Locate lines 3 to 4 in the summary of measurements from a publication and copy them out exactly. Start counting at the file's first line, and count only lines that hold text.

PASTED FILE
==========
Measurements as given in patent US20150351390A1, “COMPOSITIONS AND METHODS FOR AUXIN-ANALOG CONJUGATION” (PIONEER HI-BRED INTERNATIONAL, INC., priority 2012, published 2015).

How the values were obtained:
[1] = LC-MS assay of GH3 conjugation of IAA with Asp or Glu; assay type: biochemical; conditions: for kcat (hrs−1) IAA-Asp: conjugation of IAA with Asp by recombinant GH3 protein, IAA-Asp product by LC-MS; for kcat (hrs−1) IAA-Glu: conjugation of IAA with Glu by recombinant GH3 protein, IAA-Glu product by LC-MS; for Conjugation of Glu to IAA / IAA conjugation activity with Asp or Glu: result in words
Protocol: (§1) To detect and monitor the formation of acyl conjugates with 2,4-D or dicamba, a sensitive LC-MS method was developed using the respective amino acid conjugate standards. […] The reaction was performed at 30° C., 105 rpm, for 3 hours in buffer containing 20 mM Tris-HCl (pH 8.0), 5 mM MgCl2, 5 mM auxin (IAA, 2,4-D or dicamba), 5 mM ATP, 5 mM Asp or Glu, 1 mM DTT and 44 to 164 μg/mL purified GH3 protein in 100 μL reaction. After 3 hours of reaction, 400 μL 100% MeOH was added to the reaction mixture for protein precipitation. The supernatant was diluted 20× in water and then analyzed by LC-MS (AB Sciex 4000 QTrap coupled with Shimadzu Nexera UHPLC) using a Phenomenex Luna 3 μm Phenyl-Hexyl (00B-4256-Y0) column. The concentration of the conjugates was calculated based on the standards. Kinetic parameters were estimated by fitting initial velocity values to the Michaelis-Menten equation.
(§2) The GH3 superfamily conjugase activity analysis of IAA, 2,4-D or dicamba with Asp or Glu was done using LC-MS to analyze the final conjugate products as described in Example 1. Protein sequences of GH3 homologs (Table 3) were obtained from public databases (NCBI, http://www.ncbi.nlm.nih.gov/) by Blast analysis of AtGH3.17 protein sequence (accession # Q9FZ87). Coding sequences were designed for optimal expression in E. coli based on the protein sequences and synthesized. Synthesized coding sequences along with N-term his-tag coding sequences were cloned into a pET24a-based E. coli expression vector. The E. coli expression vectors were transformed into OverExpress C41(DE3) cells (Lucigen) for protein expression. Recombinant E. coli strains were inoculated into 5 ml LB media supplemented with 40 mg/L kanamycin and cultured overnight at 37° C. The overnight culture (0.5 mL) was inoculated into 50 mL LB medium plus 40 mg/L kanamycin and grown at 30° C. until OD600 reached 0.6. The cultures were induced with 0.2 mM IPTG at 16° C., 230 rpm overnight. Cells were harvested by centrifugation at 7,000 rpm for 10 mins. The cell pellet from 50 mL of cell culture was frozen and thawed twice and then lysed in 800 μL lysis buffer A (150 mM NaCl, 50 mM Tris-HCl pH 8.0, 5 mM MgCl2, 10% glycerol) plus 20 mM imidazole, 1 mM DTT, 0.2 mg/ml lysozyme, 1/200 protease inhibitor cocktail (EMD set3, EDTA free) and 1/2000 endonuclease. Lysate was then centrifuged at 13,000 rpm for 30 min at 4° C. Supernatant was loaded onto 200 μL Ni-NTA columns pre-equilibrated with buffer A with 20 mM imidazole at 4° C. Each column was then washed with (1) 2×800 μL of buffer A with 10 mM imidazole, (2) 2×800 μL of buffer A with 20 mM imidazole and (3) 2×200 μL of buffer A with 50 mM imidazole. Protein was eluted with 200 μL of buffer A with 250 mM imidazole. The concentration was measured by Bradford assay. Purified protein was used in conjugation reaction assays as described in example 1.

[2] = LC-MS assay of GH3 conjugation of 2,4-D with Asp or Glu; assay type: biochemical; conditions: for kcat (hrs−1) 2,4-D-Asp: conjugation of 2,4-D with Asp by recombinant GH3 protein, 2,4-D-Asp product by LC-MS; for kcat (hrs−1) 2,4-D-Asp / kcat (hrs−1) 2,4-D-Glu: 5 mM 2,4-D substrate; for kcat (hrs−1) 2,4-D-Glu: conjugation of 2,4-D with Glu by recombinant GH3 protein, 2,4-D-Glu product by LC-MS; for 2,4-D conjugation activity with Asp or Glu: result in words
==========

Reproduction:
[1] = LC-MS assay of GH3 conjugation of IAA with Asp or Glu; assay type: biochemical; conditions: for kcat (hrs−1) IAA-Asp: conjugation of IAA with Asp by recombinant GH3 protein, IAA-Asp product by LC-MS; for kcat (hrs−1) IAA-Glu: conjugation of IAA with Glu by recombinant GH3 protein, IAA-Glu product by LC-MS; for Conjugation of Glu to IAA / IAA conjugation activity with Asp or Glu: result in words
Protocol: (§1) To detect and monitor the formation of acyl conjugates with 2,4-D or dicamba, a sensitive LC-MS method was developed using the respective amino acid conjugate standards. […] The reaction was performed at 30° C., 105 rpm, for 3 hours in buffer containing 20 mM Tris-HCl (pH 8.0), 5 mM MgCl2, 5 mM auxin (IAA, 2,4-D or dicamba), 5 mM ATP, 5 mM Asp or Glu, 1 mM DTT and 44 to 164 μg/mL purified GH3 protein in 100 μL reaction. After 3 hours of reaction, 400 μL 100% MeOH was added to the reaction mixture for protein precipitation. The supernatant was diluted 20× in water and then analyzed by LC-MS (AB Sciex 4000 QTrap coupled with Shimadzu Nexera UHPLC) using a Phenomenex Luna 3 μm Phenyl-Hexyl (00B-4256-Y0) column. The concentration of the conjugates was calculated based on the standards. Kinetic parameters were estimated by fitting initial velocity values to the Michaelis-Menten equation.